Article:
Challenges of Maintaining a Handbell Program in an Isolated Area

by Becky Yoza

Becky is co-founder of Honolulu Bronze, a community-based handbell ensemble. She started ringing at age five and has rung in church groups in five states as well as several non-profit, auditioned community handbell choirs. Becky has performed solos, duets, and ensembles in multiple churches on O‘ahu and the mainland.  She enjoys teaching and sharing her handbell passion with the church bell choir she directs.  Becky works as a Nurse Practitioner and a Lecturer of nursing at Hawai‘i Pacific University.

Aloha! Hawai‘i is roughly 2500 miles from the west coast. We are no stranger to geographic isolation. In fact, this might be a reason why many of us live here. A laissez-faire attitude coupled with a loose interpretation of time comes with the territory as locals throw a shaka hand gesture which translates to “hang loose.” That said, island life can wreak havoc on a handbell choir. Like our mainland counterparts, we have many of the same challenges facing us but we have the additional challenge of geographic isolation. Despite this, handbell ringing in Hawai‘i is fun and rewarding as well.

I have subbed in multiple churches on O‘ahu which speaks to the constant need for ringers in such a small area. The first missionaries to Hawai‘i were Presbyterians and Congregationalists so it’s no surprise that handbells are part of the Hawai‘i sacred music tradition. One of the oldest churches in Hawai‘i, Kawaiaha‘o church, was founded 200 years ago this year and includes handbells as part of its music ministry. Their constant theme is not having enough ringers to fill the need. There is definitely a smaller pool of ringers so directors sometimes teach handbells to non-ringers and sometimes to non-musicians.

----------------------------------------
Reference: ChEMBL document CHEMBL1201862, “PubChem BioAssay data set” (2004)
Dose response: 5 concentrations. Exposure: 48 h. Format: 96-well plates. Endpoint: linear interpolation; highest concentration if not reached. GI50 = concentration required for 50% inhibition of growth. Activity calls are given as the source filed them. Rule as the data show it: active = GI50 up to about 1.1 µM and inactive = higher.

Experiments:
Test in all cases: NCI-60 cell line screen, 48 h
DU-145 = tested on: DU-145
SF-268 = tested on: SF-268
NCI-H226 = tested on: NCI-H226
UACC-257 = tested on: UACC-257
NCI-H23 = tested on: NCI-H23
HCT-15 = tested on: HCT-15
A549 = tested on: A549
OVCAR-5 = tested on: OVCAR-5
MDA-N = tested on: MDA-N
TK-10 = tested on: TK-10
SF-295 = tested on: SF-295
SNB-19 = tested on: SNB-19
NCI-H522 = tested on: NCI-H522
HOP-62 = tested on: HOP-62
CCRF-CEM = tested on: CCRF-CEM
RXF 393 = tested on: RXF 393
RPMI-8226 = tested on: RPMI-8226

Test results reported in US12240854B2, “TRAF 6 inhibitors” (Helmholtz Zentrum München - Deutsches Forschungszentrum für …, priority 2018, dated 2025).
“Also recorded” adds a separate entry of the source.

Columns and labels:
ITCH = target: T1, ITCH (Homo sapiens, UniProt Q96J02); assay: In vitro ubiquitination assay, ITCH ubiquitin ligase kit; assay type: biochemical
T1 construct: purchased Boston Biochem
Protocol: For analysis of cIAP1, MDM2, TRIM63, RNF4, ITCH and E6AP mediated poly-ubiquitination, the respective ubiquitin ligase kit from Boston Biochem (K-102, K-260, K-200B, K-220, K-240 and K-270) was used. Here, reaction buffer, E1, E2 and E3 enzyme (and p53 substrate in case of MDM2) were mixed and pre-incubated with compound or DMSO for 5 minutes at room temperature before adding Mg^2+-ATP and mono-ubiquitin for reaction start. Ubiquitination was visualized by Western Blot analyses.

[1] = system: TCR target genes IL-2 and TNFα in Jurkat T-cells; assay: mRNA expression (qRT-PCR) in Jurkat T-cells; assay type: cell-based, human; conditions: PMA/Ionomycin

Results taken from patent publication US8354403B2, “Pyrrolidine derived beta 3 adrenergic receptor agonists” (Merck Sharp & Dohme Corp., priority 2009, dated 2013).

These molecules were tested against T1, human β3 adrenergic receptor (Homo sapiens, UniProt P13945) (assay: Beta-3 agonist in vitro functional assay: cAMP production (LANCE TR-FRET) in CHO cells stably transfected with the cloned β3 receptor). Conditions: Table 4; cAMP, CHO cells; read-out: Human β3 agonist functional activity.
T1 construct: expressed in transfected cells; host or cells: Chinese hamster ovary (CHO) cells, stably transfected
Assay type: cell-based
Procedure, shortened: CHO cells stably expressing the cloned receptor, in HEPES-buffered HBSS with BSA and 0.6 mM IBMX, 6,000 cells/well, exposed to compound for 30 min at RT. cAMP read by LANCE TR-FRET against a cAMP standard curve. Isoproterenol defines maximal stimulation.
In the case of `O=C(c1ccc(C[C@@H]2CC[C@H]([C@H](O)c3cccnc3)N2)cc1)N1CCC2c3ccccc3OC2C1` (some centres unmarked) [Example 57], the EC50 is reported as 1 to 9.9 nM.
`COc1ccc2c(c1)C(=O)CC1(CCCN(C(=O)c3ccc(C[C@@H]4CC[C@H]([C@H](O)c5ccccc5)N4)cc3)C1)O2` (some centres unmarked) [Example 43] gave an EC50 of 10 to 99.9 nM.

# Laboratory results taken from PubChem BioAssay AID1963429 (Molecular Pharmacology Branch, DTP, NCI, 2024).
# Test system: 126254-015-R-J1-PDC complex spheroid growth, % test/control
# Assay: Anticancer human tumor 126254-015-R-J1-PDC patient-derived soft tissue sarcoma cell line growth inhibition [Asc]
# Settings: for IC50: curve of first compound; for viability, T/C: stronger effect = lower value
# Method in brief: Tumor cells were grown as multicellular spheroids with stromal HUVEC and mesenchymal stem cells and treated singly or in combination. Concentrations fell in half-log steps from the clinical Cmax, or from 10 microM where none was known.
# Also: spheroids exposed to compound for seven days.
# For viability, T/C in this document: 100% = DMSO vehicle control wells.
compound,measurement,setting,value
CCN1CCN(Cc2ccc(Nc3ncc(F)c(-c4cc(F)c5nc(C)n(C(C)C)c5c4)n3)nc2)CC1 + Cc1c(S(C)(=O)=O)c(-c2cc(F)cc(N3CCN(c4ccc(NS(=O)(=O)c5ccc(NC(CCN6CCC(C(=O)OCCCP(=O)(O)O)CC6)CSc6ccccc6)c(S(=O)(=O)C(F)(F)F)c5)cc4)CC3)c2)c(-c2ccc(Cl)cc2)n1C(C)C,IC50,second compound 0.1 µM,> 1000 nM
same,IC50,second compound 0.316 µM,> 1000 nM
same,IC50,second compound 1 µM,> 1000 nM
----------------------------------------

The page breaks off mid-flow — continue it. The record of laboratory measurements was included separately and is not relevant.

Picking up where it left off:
If you thought the handbell community was small on the mainland, wait until you see Hawai‘i. The same names come up over and over and it is not difficult to know all the ringers on the island. This can be a benefit when looking for subs because it’s easy to take out your phone and run down your contacts list. The problem comes when the entire list is otherwise occupied.